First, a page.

Printers have come a long way and less is more now as the HP Deskjet 3630 shows.
It is quite a common thing these days to say something like "I will buy a printer, it is cheaper than buying replacement ink cartridges" and while this is not always true, it's incredible how much office equipment you can get these days for under $50.
The HP Deskjet 3630 is such an example. Here it is a very simple to use deskjet printer that can connect to your PC via USB or to your network via WiFi, print wirelessly from tablets and smartphones, print from email attachments, scan and copy documents and all this for less then $50 from some suppliers.
You can see how this price is possible. The printer is basically plastic now - and not that rigid, heavy plastic but a lighter version, no less resistant though. The maximum duty cycle is 1,000 pages per month but HP recommends 100 - 250 printed pages over the same period. And long gone are the touchscreen colour displays - the HP Deskjet 3630 sports a very minimalist 7 segment plus icons black and white display.
But it works, and really well. Even though it comes with software on a CD you can just unpack it, plug to your Windows PC and wait for the driver to be automatically downloaded and installed. Or you can use a smartphone app to connect to the printer via its WiFi direct capability and configure it to connect to your wireless network, making it available to all PC and smart devices in the house.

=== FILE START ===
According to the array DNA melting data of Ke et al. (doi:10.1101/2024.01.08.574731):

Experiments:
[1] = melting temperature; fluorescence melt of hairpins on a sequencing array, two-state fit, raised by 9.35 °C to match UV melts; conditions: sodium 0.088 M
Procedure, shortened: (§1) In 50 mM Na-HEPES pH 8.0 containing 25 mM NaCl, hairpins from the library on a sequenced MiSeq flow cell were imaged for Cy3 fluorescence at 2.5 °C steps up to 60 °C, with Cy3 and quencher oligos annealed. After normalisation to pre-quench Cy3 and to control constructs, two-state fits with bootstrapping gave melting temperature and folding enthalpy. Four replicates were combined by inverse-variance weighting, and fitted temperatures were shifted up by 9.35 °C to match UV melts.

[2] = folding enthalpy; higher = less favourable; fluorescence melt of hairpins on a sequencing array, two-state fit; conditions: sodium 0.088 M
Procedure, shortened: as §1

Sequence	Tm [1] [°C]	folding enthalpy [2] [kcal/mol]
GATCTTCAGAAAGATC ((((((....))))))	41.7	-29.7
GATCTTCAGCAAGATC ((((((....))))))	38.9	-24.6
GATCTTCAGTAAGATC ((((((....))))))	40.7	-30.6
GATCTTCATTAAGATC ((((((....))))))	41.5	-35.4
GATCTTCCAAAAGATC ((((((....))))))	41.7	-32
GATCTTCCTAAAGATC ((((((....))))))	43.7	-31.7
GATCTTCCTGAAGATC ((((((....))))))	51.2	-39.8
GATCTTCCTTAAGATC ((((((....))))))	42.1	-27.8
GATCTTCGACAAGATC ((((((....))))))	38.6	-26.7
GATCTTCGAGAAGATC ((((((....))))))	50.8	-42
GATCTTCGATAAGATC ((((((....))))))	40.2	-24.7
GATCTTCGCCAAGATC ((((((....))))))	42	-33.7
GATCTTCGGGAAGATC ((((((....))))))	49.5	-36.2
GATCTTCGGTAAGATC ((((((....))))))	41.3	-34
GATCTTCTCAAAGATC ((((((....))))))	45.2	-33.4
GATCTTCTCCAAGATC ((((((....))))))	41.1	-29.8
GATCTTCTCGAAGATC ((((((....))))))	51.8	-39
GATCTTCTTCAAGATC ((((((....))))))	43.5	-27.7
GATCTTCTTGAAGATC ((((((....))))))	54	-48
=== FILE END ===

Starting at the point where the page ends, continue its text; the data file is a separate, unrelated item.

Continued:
The printer is not as a fast as high end laser models that cost a lot more, but you can expect speeds from 16 pages per minute (draft, colour) to 20 pages per minute (draft, black and white), or 6 ppm to 8 ppm in high quality mode. The HP Deskjet 3630 can also produce borderless prints on photographic paper.
This printer uses two ink cartridges - one black and the other tri-colour one) which is something I dislike in general, with my preference being one ink cartridge for each colour. But I can see how this approach would make the printer more costly.
The specifications say you can expect up 190 pages from the black cartridge and 165 pages from the colour one. This means you would be spending around $54 a month if you printed around the suggested monthly page cycle - yes, you could just buy a new printer but in reality going through having to configure the new one wouldn't help justifying the trouble.
If you have the printer connected to your network you can just point your Internet browser to its local address to change its configuration settings, including power saving features and connection to Internet services that allows it to receive print jobs via email you can send from authorised addresses.
You can also use the browser for scanning - it basically just opens a new tab and loads the scan image which can be in a variety of formats (images or PDF) and resolutions up to 1200 DPI, 24 bit. You can create copies without the use of a computer too, by simply placing the document on its flatbed and pushing the copy button below the LCD panel. These copies are up to 600 x 300 dpi and you can reduce or enlarge the print.
The printer is actually really quiet during print jobs and at just over 4 kgs and 438 x 553 x 256 mm it fits nicely in small offices or home offices.